Mortality related to hospital-associated infections in a tertiary hospital; repeated cross-sectional studies between 2004-2011
Peer reviewed, Journal article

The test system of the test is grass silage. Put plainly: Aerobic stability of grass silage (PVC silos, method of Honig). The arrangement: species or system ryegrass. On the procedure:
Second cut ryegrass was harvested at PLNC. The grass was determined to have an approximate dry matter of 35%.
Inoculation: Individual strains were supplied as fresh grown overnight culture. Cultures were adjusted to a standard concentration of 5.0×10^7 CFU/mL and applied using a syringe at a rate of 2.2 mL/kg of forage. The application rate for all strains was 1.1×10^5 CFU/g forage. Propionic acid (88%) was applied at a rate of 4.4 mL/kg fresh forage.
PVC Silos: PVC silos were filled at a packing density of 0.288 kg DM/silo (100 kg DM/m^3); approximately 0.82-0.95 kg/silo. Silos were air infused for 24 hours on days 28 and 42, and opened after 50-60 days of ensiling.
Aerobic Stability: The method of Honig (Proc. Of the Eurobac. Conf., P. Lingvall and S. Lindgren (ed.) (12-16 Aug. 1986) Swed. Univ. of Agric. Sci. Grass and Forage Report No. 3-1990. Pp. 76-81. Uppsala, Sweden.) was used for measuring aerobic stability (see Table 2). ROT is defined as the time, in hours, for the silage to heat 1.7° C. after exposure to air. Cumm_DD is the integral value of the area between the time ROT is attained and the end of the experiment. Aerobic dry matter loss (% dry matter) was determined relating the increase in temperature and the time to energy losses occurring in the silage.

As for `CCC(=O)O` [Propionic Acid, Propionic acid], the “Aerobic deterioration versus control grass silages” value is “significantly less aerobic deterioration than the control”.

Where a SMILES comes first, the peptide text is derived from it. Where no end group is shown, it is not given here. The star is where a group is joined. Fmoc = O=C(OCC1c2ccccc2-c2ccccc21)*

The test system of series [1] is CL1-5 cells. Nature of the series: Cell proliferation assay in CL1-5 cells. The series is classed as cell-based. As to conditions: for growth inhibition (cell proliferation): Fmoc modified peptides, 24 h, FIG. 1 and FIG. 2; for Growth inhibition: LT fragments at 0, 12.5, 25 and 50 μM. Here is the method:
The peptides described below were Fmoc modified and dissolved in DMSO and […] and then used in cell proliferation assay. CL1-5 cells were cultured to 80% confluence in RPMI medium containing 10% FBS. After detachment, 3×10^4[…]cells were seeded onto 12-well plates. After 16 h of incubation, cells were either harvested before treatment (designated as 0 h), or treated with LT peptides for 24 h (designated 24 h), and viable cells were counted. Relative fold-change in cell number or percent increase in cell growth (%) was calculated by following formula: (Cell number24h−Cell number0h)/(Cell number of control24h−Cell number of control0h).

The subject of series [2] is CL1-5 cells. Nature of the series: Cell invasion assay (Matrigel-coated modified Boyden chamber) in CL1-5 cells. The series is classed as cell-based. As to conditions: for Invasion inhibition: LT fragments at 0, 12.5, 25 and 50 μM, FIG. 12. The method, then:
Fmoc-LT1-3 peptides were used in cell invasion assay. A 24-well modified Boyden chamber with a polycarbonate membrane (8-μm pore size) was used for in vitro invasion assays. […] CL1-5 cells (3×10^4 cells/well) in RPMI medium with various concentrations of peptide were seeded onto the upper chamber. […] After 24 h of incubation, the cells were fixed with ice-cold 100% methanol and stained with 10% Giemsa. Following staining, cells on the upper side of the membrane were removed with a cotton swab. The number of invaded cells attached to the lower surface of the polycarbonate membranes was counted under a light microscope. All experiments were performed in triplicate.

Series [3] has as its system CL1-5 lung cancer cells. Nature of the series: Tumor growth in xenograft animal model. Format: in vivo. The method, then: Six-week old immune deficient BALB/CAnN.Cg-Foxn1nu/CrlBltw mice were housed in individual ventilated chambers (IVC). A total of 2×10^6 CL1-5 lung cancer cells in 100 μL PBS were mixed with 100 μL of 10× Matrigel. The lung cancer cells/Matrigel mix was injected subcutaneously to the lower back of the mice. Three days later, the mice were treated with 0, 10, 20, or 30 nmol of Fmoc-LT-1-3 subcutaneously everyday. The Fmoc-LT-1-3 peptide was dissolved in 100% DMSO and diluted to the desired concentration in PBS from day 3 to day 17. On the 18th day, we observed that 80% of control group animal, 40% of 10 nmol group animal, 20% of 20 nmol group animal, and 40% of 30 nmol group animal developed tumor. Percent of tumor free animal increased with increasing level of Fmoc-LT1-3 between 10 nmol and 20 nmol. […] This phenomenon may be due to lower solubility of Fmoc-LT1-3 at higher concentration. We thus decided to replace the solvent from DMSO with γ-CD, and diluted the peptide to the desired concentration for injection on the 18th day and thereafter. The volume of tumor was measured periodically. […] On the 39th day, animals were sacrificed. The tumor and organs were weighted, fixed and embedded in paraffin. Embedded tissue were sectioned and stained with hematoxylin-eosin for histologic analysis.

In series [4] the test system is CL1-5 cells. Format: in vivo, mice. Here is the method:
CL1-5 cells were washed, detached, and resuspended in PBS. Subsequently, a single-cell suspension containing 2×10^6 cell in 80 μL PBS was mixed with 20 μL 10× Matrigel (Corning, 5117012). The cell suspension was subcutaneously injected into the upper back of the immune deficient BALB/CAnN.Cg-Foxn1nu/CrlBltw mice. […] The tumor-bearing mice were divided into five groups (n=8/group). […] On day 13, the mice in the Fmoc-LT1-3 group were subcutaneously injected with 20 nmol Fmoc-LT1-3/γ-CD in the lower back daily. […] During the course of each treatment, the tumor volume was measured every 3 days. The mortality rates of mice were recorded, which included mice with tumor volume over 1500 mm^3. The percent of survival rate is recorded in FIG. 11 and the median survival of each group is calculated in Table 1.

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Background: Hospital-associated infections (HAIs) are reported to increase patient mortality and incur longer hospital stays. Most studies to date have focused on specific groups of hospitalised patients with a rather short follow-up period. In this repeated cross-sectional study, with prospective follow-up of 19,468 hospitalized patients,we aimed to analyze the impact of HAIs on mortality 30 days and 1 year after the prevalence survey date. Methods: The study was conducted at Haukeland University Hospital, Norway, a large combined emergency and referral teaching hospital, from 2004 to 2011 with follow-up until November 2012. Prevalence of all types of HAIs including urinary tract infections (UTI), lower respiratory tract infections (LRTI), surgical site infections (SSI) and blood stream infections (BSI) were recorded four times every year. Information on the date of birth, admission and discharge from the hospital, number of diagnoses (ICD-10 codes) and patient’s mortality was retrieved from the patient administrative data system. The data were analysed by Kaplan-Meier survival analysis and by multiple Cox regression analysis, adjusted for year of registration, time period, sex, type of admission, Charlson comorbidity index, surgical operation, use of urinary tract catheter and time from admission to the prevalence survey date. Results: The overall prevalence of HAIs was 8.5 % (95 % CI: 8.1, 8.9). Patients with HAIs had an adjusted hazard ratio (HR) of 1.5 (95 % CI: 1.3, 1.8,) and 1.4 (95 % CI: 1.2, 1.5) for death within 30-days and 1 year, relative to those without HAIs. Subgroup analyses revealed that patients with BSI, LRTI or more than one simultaneous infection had an increased risk of death. Conclusions: In this long time follow-up study, we found that HAIs have severe consequences for the patients. BSI, LRTI and more than one simultaneous infection were independently and strongly associated with increased mortality 30 days and 1 year after inclusion in the study.